When documents containing deceitful intent cross California state lines, whether carried by the United States Postal Service or private carriers, such as FedEx or UPS, mail fraud occurs. Large fines and lengthy prison sentences are among the most common penalties you face if convicted of this federal offense.
According to the Department of Justice, mail fraud involves devising a scheme that includes fraudulent acts and using the mail to execute the plan. There are several kinds of mail fraud, but law enforcement considers them all felonies, even if the scheme does not hurt anyone. Cheating to get into college is mail fraud if it includes deceiving the SAT testing company and admissions offices.
Proving intent to defraud
For a conviction, the prosecutor must prove beyond a reasonable doubt that you had a plan that involved depriving a person or group of their property, money or honest services. He or she does not have to prove actual fraud occurred, only that you had the intent. Since the court cannot force you to testify against yourself, prosecutors can prove intent with evidence, such as the following:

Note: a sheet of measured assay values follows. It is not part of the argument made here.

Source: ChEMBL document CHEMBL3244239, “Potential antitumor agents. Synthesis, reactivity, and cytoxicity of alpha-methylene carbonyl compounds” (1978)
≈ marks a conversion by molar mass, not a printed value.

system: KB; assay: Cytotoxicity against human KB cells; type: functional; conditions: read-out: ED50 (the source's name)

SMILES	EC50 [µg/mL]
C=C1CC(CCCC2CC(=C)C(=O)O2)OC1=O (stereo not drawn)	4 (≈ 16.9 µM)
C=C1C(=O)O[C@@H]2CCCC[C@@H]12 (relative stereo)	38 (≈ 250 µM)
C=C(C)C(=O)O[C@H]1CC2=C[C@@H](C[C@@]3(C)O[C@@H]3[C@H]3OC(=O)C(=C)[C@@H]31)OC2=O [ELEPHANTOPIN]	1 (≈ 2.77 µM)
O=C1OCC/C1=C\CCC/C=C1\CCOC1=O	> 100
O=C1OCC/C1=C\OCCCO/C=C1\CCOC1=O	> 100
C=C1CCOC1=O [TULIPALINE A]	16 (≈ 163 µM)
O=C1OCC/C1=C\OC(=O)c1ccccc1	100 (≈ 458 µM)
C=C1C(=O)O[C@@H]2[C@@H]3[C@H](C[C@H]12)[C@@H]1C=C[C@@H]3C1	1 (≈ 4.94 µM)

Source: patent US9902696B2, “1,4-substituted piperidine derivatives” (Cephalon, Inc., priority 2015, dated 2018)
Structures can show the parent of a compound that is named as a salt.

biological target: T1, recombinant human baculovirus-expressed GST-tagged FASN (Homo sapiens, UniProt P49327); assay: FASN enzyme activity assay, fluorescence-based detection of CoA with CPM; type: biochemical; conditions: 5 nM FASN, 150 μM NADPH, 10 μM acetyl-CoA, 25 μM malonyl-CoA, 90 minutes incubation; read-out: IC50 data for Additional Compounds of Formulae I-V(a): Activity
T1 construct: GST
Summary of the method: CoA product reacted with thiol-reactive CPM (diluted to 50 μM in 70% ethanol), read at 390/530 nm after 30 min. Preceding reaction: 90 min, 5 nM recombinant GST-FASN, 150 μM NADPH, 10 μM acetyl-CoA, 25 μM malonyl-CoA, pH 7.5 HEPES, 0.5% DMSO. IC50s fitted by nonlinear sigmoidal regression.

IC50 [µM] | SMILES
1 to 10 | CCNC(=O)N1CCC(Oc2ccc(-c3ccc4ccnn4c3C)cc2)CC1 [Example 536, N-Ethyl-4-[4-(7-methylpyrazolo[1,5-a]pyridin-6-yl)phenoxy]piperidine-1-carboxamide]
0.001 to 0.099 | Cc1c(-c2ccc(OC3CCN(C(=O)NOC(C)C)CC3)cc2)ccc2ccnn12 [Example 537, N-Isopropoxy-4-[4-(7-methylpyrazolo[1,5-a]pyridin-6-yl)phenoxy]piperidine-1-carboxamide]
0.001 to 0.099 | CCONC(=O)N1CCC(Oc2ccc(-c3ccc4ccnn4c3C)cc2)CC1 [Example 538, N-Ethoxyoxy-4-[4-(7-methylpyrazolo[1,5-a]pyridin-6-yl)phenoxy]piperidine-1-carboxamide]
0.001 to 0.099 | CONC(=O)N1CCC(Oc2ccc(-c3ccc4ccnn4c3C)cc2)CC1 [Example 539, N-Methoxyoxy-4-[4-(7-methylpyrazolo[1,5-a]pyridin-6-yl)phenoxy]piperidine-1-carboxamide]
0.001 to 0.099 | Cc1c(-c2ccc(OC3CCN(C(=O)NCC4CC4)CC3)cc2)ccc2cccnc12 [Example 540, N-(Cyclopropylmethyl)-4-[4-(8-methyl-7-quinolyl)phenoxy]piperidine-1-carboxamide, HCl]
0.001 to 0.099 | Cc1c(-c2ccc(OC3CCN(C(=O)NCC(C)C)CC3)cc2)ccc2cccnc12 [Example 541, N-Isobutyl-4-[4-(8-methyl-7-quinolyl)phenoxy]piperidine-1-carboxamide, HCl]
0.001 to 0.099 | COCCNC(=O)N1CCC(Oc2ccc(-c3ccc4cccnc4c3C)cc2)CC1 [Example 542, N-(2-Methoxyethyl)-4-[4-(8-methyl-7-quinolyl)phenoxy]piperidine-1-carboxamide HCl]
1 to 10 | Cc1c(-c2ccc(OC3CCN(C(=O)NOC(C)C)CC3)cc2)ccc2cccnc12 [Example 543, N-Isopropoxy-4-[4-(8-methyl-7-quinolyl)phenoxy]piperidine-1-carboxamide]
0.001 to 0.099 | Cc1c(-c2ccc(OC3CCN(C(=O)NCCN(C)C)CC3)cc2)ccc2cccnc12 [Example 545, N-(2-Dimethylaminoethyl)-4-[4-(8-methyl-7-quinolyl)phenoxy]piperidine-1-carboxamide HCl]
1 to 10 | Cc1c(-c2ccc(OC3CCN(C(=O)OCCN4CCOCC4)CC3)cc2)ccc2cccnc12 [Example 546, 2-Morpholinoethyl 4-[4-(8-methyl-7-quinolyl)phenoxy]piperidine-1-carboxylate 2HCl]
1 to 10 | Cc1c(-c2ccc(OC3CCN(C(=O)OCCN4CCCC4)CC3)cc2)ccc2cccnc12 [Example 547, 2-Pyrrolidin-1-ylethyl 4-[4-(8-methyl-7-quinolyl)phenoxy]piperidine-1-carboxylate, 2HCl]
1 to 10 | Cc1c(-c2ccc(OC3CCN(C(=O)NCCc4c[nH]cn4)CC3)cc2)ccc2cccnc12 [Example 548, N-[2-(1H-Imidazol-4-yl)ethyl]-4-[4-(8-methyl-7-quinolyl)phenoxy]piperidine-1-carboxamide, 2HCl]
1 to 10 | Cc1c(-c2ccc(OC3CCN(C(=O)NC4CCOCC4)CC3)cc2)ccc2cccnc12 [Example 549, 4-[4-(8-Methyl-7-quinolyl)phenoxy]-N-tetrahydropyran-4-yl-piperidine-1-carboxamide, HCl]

• Testimony from witnesses who claim you defrauded them
• Complaint letters showing you were aware that the scheme was possibly fraud
• Records of your conduct and statements
Defending mail fraud charges
The government must show that you knew of the fraud and participated in a scheme anyway. Good faith is an integral part of defending against mail fraud charges. It illustrates that you believed that your actions were lawful and legitimate. The circumstances of your case determine how this defense can help you avoid the life-altering consequences of white collar criminal charges on your record.